As I mentioned at the end of my previous Arduino post, I want to build my “learning timer” into a stand-alone project, with its own battery and enclosure. While I could just transfer the circuit exactly as it is to some proto board, I thought I’d take the opportunity to see how much more I could shrink it down.
There are a lot of pages on the web with “minimal” Arduino circuits, but (like the Shrimp) most of them are designed for in-circuit programming. If I were to program the AVR ATmega chip elsewhere, and just plop it into the circuit when it’s done, then I don’t need any of that. This enables me to remove the serial header as well as the capacitor and resistor needed to reset the chip once it is programmed.
The next external component to consider is the crystal. Although almost all Arduino circuits use a crystal at 16MHz, the ATmega chip will also work at (roughly) 8MHz using an internal RC oscillator. Removing the crystal is not as simple as just taking it out, though. For the microcontroller to work without a crystal, it needs some internal settings (“fuses”) to be set, and these are normally set for use with a crystal as part of programming the bootloader. Having built an “ISP” programmer last time, I can now program any bootloader I like but, unfortunately, the Arduino IDE did not come with a bootloader for 8MHz RC operation. A bit of searching turned up that I need to add an entry to the file
boards.txt located in the Arduino program folder.
The Arduino documentation mentions an entry
ATmega328 on a breadboard (8 MHz internal clock), but there is no such entry in the file. I found a few possibilities in Q&A forums, but none were quite complete. To cut a long story short, the final entry which worked for me is:
############################################################## atmega328bb.name=ATmega328 on a breadboard (8 MHz internal clock) atmega328bb.upload.protocol=stk500 atmega328bb.upload.maximum_size=30720 atmega328bb.upload.speed=57600 atmega328bb.bootloader.low_fuses=0xE2 atmega328bb.bootloader.high_fuses=0xDA atmega328bb.bootloader.extended_fuses=0x05 atmega328bb.bootloader.path=arduino:atmega atmega328bb.bootloader.file=ATmegaBOOT_168_atmega328_pro_8MHz.hex atmega328bb.bootloader.unlock_bits=0x3F atmega328bb.bootloader.lock_bits=0x0F atmega328bb.build.mcu=atmega328p atmega328bb.build.f_cpu=8000000L atmega328bb.build.core=arduino:arduino atmega328bb.build.variant=arduino:standard # remove this line if you want to program the chip normally atmega328bb.upload.using=Arduino as ISP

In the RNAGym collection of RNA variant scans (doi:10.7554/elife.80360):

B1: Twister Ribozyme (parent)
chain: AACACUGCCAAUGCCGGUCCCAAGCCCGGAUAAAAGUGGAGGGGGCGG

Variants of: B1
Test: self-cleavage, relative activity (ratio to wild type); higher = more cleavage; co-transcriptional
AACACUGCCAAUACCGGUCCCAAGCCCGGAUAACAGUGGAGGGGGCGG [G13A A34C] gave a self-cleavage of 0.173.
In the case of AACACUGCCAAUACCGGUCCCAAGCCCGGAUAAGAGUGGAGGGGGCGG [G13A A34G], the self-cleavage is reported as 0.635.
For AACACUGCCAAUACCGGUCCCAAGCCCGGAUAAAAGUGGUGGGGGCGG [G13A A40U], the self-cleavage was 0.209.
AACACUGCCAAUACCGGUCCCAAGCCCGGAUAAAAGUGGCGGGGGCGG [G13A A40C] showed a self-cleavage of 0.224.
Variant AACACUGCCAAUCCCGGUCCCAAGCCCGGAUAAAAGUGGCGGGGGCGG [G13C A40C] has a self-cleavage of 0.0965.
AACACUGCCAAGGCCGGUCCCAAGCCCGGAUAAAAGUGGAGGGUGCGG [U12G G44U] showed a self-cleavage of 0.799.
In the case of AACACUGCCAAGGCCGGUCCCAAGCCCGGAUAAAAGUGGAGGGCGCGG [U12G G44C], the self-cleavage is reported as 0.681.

I wanted to use my ArduinoISP to program the microcontroller chip before use, but every time I tried, the code would not even compile, giving
pins_arduino.h: No such file or directory. If you get this error, the answer is the line
atmega328bb.build.variant=arduino:standard. This line tells the compiler to build using the standard Arduino pin names.
Now that I have compiled and programmed the microcontroller I need to test it in the simplified circuit. I built it on yet another breadboard (smaller this time, of course), and did not bother with the buzzer for now. My objective was to see if the circuit even works, and the LED array and buttons is plenty for that. Having wired it all up, there remained the question of power. I want this to be small and efficient, so a 9V battery and a regulator (even a low-loss one) was not really an option. Instead, I went for a pair of AAA batteries and a 5V step-up board from pololu. This board is tiny, but does the job admirably. I soldered it to the leads from a battery box and plugged the free ends in to the breadboard. My minimalist learning timer was running!
I think I am now pretty much ready to commit to a soldered version. Aside from the proto-board, wires and the enclosure, the final parts list is as follows:
1 x AVR ATmega 328P 8 x LED 1 x 8-way 470 Ohm resistor pack 2 x momentary buttons 2 x 10K Ohm pull-down resistors for buttons 1 x piezo buzzer 1 x 100 Obm resistor for buzzer 1 x Pololu 5V Step-Up Voltage Regulator U1V10F5 1 x SPST power switch 1 x double-AAA battery box